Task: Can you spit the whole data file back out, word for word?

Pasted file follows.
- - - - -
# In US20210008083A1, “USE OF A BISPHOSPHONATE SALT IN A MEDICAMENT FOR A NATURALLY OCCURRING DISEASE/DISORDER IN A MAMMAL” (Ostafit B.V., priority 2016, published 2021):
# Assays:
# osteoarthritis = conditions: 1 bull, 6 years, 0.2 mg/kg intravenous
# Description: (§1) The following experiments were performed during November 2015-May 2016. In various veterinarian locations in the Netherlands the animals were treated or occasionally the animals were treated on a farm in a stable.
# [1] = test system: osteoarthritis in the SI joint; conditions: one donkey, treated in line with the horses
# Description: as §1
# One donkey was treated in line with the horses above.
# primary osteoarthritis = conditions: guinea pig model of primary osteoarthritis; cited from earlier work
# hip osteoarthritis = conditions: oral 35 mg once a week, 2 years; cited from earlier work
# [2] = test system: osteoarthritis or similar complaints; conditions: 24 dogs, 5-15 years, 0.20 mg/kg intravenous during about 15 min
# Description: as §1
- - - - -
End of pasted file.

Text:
# In US20210008083A1, “USE OF A BISPHOSPHONATE SALT IN A MEDICAMENT FOR A NATURALLY OCCURRING DISEASE/DISORDER IN A MAMMAL” (Ostafit B.V., priority 2016, published 2021):
# Assays:
# osteoarthritis = conditions: 1 bull, 6 years, 0.2 mg/kg intravenous
# Description: (§1) The following experiments were performed during November 2015-May 2016. In various veterinarian locations in the Netherlands the animals were treated or occasionally the animals were treated on a farm in a stable.
# [1] = test system: osteoarthritis in the SI joint; conditions: one donkey, treated in line with the horses
# Description: as §1
# One donkey was treated in line with the horses above.
# primary osteoarthritis = conditions: guinea pig model of primary osteoarthritis; cited from earlier work
# hip osteoarthritis = conditions: oral 35 mg once a week, 2 years; cited from earlier work
# [2] = test system: osteoarthritis or similar complaints; conditions: 24 dogs, 5-15 years, 0.20 mg/kg intravenous during about 15 min
# Description: as §1